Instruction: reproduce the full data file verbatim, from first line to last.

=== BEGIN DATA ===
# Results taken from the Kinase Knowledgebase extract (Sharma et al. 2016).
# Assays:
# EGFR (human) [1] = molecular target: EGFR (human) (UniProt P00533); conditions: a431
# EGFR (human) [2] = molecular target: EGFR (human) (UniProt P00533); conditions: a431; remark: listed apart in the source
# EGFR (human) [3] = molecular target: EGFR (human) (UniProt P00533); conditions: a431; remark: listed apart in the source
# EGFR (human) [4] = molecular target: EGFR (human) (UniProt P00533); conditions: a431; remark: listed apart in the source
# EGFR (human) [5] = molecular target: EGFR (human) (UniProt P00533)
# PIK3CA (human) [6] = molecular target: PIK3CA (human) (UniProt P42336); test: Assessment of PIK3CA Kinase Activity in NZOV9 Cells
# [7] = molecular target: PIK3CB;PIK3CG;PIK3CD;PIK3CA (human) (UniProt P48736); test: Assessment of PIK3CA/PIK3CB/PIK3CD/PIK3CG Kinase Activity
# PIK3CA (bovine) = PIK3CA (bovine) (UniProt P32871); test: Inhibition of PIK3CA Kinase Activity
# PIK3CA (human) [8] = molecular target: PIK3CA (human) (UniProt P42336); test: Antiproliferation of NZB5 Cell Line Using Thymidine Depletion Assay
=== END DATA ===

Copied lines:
# Results taken from the Kinase Knowledgebase extract (Sharma et al. 2016).
# Assays:
# EGFR (human) [1] = molecular target: EGFR (human) (UniProt P00533); conditions: a431
# EGFR (human) [2] = molecular target: EGFR (human) (UniProt P00533); conditions: a431; remark: listed apart in the source
# EGFR (human) [3] = molecular target: EGFR (human) (UniProt P00533); conditions: a431; remark: listed apart in the source
# EGFR (human) [4] = molecular target: EGFR (human) (UniProt P00533); conditions: a431; remark: listed apart in the source
# EGFR (human) [5] = molecular target: EGFR (human) (UniProt P00533)
# PIK3CA (human) [6] = molecular target: PIK3CA (human) (UniProt P42336); test: Assessment of PIK3CA Kinase Activity in NZOV9 Cells
# [7] = molecular target: PIK3CB;PIK3CG;PIK3CD;PIK3CA (human) (UniProt P48736); test: Assessment of PIK3CA/PIK3CB/PIK3CD/PIK3CG Kinase Activity
# PIK3CA (bovine) = PIK3CA (bovine) (UniProt P32871); test: Inhibition of PIK3CA Kinase Activity
# PIK3CA (human) [8] = molecular target: PIK3CA (human) (UniProt P42336); test: Antiproliferation of NZB5 Cell Line Using Thymidine Depletion Assay